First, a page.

#PressforProgress is the theme for 2018’s International Women’s Day, and I’ve been thinking a lot about movement towards women’s equality and rights. Clearly, this past year, there’s been more sustained focus on the issue, but I ask you: Are we actually moving towards our goal or is this superficial?
OK, let’s look at what’s happened recently. It’s been a year of resistance and recognition of women’s issues:
- TIME Magazine’s “2017 Person of the Year” was The Silence Breakers, (Ashley Judd, Susan Fowler, Adama Iwu, Taylor Swift and Isabel Pascua) women who valiantly shed light with their personal stories of sexual harassment and intimidation. (TIME says that they, along with social media and the #MeToo movement have “unleashed one of the highest-velocity shifts in our culture since the 1960s.”)
- Watching the optics of the Academy Awards presentation the other night, you might think that women, including women of color, are making strides in their representation in the profession.
- And even Mattel announced a new Barbie doll collection of 17 modern-day and historic role models to honor with a doll in their likeness.
But, let’s look at the data in a few industries.
According to Forbes, there is an enormous pay disparity between men and women in films. In its research (August 2017), it found that 14 of the highest-paid male actors made more than Emma Stone, the highest paid actress. (Stone made $26 million; Mark Wahlberg—the highest paid male—made $68 million.) Even Stone’s co-star in “La La Land”, Ryan Gosling, made $29 million.
In Bollywood there’s a similar issue. In a 2015 article, leading Indian actresses were making one-sixth of what their male counterparts made.
Jennifer Lawrence, a top grossing actress (who discovered that she was making only a percentage of her male co-workers), and other high-profile women are focusing on pay disparity; Reese Witherspoon, Nicole Kidman and others are protesting the dearth of female stories and role models, female producers, directors and writers.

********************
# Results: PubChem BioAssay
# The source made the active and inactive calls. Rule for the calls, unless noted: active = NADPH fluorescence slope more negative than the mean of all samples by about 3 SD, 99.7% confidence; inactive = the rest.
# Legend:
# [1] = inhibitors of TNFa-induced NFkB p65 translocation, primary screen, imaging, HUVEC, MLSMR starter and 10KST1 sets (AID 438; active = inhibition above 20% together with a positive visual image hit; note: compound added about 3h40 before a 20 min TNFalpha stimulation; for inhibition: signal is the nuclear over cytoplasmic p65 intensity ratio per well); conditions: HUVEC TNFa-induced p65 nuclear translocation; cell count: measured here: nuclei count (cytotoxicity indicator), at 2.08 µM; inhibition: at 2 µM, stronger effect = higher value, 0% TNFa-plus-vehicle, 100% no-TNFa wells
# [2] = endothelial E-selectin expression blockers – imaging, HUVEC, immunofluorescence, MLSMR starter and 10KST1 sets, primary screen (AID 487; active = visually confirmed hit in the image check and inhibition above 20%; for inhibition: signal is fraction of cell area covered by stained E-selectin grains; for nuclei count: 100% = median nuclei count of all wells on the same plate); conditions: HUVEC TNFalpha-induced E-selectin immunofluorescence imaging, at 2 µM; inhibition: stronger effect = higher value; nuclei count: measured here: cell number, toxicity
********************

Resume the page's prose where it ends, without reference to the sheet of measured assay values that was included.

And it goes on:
Clearly, movies are only the most obvious of the problem.
Women in the labor force are 56.7%, but in the US, held only 16.6% of global corporate boardroom seats (According to a Credit Suisse report). This flies in the face of the fact that companies with more females on the board have better financial results as well as being recognized as being more socially responsible.
Finally, one more example of the discrepancy is in the area of science. Female scientists are underrepresented in professional journals. According to The Conversation (March 8), while women hold 40% of the postdocs in neuroscience (in the US and Europe), they represent only 25% of the lead authors in prestigious journals. Moreover, 30% of grants by the US National Institutes of Health are given to women (which is similar to academic faculty stats) but they have only 15% representation in their comparable journals.
So, I ask you: As you look at the data, are we making strides? Or, is a lot of this superficial window-dressing?